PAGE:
Los Angeles Homeless Services Authority Director Says He’ll Step Down

Los Angeles Homeless Services Authority Logo
Los Angeles Homeless Services Authority Logo

LOS ANGELES (CNS) – The executive director of the Los Angeles Homeless Services Authority (LAHSA) announced today he is stepping down at the end of the month.

For the past five years, Peter Lynn has been in charge of overseeing the operations of LAHSA as well as delivering the agency’s reports on the county’s rising homeless population.

Chief Program Officer Heidi Marston will fill in as interim director while a national search is conducted for a permanent replacement.
  
LAHSA officials said that under Lynn’s tenure, more than 80,000 people throughout the county were housed.

In the last five years, LAHSA took over the implementation of the homeless Coordinated Entry System that connects people to services, began annual full county homeless counts, created advisory boards with members that include people who have experienced homelessness, and expanded the opportunities for community-based organizations to compete for public contracts.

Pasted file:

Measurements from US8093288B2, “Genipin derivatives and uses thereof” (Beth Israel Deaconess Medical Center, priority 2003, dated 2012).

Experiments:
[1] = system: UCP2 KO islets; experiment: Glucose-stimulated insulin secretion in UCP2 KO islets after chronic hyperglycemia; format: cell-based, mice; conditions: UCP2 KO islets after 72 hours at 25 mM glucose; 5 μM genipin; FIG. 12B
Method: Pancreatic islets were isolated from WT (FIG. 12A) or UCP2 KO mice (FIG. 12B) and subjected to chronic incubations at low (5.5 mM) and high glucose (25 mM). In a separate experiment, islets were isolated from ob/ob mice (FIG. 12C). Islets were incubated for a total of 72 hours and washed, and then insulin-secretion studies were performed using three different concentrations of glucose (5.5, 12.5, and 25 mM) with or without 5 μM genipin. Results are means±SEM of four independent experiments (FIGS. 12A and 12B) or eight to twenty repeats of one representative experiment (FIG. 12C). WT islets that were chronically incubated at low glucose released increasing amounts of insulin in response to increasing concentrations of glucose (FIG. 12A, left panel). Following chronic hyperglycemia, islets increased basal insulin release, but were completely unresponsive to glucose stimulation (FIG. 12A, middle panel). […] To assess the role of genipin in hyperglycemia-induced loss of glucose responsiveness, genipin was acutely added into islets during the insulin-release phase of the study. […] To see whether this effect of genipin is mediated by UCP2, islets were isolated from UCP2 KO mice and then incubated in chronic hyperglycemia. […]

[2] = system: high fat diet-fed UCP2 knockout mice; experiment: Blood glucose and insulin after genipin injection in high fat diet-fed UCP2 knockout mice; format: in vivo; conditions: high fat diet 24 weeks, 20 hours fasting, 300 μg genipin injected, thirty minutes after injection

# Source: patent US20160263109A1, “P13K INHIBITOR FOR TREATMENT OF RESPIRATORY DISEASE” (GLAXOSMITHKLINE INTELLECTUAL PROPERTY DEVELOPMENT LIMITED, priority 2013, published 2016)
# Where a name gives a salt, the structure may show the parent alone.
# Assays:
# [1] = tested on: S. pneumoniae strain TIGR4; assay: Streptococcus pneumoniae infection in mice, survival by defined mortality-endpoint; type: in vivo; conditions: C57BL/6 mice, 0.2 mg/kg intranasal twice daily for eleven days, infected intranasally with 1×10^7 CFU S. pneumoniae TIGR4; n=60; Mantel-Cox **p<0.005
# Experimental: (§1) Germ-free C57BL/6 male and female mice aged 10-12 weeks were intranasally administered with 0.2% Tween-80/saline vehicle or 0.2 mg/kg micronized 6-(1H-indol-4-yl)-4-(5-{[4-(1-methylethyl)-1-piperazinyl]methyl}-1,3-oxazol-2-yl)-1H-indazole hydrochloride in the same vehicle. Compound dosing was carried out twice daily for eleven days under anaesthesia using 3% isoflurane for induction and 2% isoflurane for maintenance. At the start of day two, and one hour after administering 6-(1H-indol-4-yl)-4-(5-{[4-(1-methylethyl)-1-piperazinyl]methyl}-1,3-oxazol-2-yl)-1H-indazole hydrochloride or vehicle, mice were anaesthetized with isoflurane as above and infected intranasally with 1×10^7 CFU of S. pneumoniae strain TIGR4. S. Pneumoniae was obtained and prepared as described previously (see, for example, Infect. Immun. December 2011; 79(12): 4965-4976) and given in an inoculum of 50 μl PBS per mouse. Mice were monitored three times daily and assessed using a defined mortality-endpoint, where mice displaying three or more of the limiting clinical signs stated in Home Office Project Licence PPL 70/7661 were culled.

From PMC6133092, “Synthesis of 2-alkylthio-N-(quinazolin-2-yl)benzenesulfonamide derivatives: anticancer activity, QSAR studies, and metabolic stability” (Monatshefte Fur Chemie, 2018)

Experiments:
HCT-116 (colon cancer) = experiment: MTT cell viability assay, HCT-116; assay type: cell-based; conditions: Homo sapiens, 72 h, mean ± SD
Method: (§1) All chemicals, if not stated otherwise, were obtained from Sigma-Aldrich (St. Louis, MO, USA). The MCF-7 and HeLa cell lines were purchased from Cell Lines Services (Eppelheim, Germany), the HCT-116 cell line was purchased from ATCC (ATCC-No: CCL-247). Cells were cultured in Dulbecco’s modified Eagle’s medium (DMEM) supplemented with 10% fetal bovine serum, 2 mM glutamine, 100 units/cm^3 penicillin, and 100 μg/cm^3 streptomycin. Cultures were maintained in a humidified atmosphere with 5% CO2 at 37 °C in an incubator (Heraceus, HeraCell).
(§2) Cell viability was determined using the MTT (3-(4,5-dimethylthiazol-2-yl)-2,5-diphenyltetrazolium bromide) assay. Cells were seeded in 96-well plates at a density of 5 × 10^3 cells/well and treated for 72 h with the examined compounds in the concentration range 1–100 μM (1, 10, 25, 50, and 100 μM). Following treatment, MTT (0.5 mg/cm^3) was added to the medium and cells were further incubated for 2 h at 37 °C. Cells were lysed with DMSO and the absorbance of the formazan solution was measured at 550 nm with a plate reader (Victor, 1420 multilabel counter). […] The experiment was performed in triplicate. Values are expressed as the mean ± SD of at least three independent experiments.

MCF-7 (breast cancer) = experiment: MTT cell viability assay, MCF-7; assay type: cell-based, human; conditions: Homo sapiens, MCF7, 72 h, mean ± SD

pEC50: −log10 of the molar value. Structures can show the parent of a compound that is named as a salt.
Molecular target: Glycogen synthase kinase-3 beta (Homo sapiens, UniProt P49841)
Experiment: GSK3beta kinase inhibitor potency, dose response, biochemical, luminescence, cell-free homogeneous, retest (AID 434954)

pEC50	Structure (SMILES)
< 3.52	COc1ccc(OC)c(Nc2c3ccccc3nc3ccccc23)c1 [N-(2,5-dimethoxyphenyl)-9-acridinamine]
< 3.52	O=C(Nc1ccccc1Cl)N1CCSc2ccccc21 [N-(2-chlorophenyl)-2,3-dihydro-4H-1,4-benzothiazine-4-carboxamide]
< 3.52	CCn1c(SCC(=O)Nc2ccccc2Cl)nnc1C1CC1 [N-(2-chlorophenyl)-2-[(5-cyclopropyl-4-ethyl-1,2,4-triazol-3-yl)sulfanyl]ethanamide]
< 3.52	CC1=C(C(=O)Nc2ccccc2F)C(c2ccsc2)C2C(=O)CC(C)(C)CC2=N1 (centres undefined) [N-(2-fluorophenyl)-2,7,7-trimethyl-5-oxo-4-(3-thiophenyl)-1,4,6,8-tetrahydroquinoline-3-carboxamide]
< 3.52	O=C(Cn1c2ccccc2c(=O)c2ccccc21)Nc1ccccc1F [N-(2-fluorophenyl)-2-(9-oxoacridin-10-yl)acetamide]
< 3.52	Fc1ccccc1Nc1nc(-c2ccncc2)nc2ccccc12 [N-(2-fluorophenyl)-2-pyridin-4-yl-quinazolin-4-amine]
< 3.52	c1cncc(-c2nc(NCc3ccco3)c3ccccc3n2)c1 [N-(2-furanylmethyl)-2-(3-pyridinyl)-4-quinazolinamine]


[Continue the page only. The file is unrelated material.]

Figures from the most recent Southland homeless count, released in June, found that more than 36,000 people are homeless in the city of Los Angeles, an increase of 16% since last year. Countywide, the homeless population jumped by 12%, to nearly 59,000 people.

Lynn told the Los Angeles Times he plans to stay in the homeless field but would like to be involved in initiatives that he sees as crucial but beyond the scope of LAHSA, which could include mental illness and substance abuse treatment, as well as reentry programs.

Lynn said he plans to advocate for new housing models to address affordability, especially to replace the single-room-occupancy hotels that have all but vanished in Los Angeles.

He also told the Times his decision to leave a job that paid him $242,000 a year was partly motivated by a nearly two-month medical absence after an August auto accident left him with a debilitating concussion. The time away allowed him to see things from a new perspective, he said.

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